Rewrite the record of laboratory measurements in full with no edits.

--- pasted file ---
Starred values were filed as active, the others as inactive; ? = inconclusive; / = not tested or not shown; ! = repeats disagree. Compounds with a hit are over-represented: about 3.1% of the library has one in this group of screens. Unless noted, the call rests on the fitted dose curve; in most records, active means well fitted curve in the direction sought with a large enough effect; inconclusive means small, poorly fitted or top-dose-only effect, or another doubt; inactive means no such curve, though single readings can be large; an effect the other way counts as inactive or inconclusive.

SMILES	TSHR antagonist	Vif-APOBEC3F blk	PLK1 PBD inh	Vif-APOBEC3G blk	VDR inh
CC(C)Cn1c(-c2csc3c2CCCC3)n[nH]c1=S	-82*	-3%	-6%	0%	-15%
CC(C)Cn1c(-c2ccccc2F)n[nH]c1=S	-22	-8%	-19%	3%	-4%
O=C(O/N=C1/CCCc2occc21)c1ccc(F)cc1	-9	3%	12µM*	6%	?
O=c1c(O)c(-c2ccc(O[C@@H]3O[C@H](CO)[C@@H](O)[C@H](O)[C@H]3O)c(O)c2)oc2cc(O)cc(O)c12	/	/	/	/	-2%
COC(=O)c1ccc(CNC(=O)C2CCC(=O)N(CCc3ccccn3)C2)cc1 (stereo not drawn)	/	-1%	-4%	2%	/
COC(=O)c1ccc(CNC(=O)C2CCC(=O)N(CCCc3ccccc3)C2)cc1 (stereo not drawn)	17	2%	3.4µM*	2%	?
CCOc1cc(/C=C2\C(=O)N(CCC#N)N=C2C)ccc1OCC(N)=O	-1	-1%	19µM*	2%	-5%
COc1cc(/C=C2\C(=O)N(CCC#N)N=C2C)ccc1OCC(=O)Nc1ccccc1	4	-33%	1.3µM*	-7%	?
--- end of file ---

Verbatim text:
Starred values were filed as active, the others as inactive; ? = inconclusive; / = not tested or not shown; ! = repeats disagree. Compounds with a hit are over-represented: about 3.1% of the library has one in this group of screens. Unless noted, the call rests on the fitted dose curve; in most records, active means well fitted curve in the direction sought with a large enough effect; inconclusive means small, poorly fitted or top-dose-only effect, or another doubt; inactive means no such curve, though single readings can be large; an effect the other way counts as inactive or inconclusive.

SMILES	TSHR antagonist	Vif-APOBEC3F blk	PLK1 PBD inh	Vif-APOBEC3G blk	VDR inh
CC(C)Cn1c(-c2csc3c2CCCC3)n[nH]c1=S	-82*	-3%	-6%	0%	-15%
CC(C)Cn1c(-c2ccccc2F)n[nH]c1=S	-22	-8%	-19%	3%	-4%
O=C(O/N=C1/CCCc2occc21)c1ccc(F)cc1	-9	3%	12µM*	6%	?
O=c1c(O)c(-c2ccc(O[C@@H]3O[C@H](CO)[C@@H](O)[C@H](O)[C@H]3O)c(O)c2)oc2cc(O)cc(O)c12	/	/	/	/	-2%
COC(=O)c1ccc(CNC(=O)C2CCC(=O)N(CCc3ccccn3)C2)cc1 (stereo not drawn)	/	-1%	-4%	2%	/
COC(=O)c1ccc(CNC(=O)C2CCC(=O)N(CCCc3ccccc3)C2)cc1 (stereo not drawn)	17	2%	3.4µM*	2%	?
CCOc1cc(/C=C2\C(=O)N(CCC#N)N=C2C)ccc1OCC(N)=O	-1	-1%	19µM*	2%	-5%
COc1cc(/C=C2\C(=O)N(CCC#N)N=C2C)ccc1OCC(=O)Nc1ccccc1	4	-33%	1.3µM*	-7%	?